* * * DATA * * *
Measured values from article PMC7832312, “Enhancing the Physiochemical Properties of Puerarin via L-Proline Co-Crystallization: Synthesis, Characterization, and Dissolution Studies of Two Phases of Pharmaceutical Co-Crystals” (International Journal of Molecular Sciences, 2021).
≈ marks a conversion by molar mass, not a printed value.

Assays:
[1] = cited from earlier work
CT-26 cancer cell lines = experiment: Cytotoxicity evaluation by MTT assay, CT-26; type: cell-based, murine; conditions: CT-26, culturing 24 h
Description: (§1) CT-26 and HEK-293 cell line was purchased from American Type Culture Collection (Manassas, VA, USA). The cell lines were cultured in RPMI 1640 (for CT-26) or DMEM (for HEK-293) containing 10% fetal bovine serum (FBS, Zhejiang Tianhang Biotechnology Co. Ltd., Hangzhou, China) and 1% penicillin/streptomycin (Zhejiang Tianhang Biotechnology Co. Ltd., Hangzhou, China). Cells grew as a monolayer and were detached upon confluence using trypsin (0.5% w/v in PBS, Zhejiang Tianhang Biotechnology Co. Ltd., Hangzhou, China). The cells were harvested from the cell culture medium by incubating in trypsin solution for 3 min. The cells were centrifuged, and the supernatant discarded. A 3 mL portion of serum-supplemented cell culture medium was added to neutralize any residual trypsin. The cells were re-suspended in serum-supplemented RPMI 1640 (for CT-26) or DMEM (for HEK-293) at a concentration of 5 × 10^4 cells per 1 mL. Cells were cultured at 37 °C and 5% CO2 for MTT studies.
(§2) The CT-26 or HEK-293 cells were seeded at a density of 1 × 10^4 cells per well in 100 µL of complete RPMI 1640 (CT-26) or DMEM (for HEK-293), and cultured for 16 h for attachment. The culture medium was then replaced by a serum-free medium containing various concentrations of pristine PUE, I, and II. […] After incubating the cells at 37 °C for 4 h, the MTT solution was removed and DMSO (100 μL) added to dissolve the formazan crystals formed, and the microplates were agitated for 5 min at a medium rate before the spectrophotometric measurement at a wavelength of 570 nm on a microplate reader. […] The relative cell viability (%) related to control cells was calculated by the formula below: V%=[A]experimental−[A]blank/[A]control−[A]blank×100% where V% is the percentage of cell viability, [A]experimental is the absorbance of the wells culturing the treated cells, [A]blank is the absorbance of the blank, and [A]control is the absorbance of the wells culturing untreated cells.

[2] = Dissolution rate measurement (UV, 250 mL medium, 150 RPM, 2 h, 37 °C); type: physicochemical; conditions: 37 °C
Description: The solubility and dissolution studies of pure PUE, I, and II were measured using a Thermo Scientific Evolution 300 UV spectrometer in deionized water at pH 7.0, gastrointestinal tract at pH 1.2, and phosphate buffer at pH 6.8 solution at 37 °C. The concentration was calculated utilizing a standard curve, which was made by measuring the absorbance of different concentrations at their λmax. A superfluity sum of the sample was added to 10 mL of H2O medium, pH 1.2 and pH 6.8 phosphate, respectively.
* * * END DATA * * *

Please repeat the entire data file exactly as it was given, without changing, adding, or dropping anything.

Measured values from article PMC7832312, “Enhancing the Physiochemical Properties of Puerarin via L-Proline Co-Crystallization: Synthesis, Characterization, and Dissolution Studies of Two Phases of Pharmaceutical Co-Crystals” (International Journal of Molecular Sciences, 2021).
≈ marks a conversion by molar mass, not a printed value.

Assays:
[1] = cited from earlier work
CT-26 cancer cell lines = experiment: Cytotoxicity evaluation by MTT assay, CT-26; type: cell-based, murine; conditions: CT-26, culturing 24 h
Description: (§1) CT-26 and HEK-293 cell line was purchased from American Type Culture Collection (Manassas, VA, USA). The cell lines were cultured in RPMI 1640 (for CT-26) or DMEM (for HEK-293) containing 10% fetal bovine serum (FBS, Zhejiang Tianhang Biotechnology Co. Ltd., Hangzhou, China) and 1% penicillin/streptomycin (Zhejiang Tianhang Biotechnology Co. Ltd., Hangzhou, China). Cells grew as a monolayer and were detached upon confluence using trypsin (0.5% w/v in PBS, Zhejiang Tianhang Biotechnology Co. Ltd., Hangzhou, China). The cells were harvested from the cell culture medium by incubating in trypsin solution for 3 min. The cells were centrifuged, and the supernatant discarded. A 3 mL portion of serum-supplemented cell culture medium was added to neutralize any residual trypsin. The cells were re-suspended in serum-supplemented RPMI 1640 (for CT-26) or DMEM (for HEK-293) at a concentration of 5 × 10^4 cells per 1 mL. Cells were cultured at 37 °C and 5% CO2 for MTT studies.
(§2) The CT-26 or HEK-293 cells were seeded at a density of 1 × 10^4 cells per well in 100 µL of complete RPMI 1640 (CT-26) or DMEM (for HEK-293), and cultured for 16 h for attachment. The culture medium was then replaced by a serum-free medium containing various concentrations of pristine PUE, I, and II. […] After incubating the cells at 37 °C for 4 h, the MTT solution was removed and DMSO (100 μL) added to dissolve the formazan crystals formed, and the microplates were agitated for 5 min at a medium rate before the spectrophotometric measurement at a wavelength of 570 nm on a microplate reader. […] The relative cell viability (%) related to control cells was calculated by the formula below: V%=[A]experimental−[A]blank/[A]control−[A]blank×100% where V% is the percentage of cell viability, [A]experimental is the absorbance of the wells culturing the treated cells, [A]blank is the absorbance of the blank, and [A]control is the absorbance of the wells culturing untreated cells.

[2] = Dissolution rate measurement (UV, 250 mL medium, 150 RPM, 2 h, 37 °C); type: physicochemical; conditions: 37 °C
Description: The solubility and dissolution studies of pure PUE, I, and II were measured using a Thermo Scientific Evolution 300 UV spectrometer in deionized water at pH 7.0, gastrointestinal tract at pH 1.2, and phosphate buffer at pH 6.8 solution at 37 °C. The concentration was calculated utilizing a standard curve, which was made by measuring the absorbance of different concentrations at their λmax. A superfluity sum of the sample was added to 10 mL of H2O medium, pH 1.2 and pH 6.8 phosphate, respectively.